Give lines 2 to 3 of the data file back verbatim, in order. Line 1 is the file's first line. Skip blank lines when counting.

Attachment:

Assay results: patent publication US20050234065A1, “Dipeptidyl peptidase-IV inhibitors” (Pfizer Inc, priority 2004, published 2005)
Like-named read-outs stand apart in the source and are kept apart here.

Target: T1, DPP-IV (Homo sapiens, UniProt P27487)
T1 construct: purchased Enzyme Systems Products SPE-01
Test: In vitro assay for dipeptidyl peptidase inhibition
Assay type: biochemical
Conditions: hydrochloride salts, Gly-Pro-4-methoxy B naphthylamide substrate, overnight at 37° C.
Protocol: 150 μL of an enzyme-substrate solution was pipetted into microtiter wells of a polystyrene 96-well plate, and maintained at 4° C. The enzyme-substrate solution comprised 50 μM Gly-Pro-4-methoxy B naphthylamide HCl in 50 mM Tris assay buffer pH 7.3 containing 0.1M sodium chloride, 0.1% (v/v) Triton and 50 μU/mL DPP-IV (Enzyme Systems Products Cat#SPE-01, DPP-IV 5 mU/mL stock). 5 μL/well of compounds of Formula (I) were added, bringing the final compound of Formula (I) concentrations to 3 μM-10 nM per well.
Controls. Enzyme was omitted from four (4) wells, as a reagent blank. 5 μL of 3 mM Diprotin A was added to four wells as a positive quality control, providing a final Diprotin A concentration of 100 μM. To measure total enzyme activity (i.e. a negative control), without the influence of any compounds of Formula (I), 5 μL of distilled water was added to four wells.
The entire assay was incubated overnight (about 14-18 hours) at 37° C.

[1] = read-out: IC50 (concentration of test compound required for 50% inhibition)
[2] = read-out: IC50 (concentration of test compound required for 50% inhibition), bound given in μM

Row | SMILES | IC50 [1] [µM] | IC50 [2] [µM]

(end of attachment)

Like-named read-outs stand apart in the source and are kept apart here.

Target: T1, DPP-IV (Homo sapiens, UniProt P27487)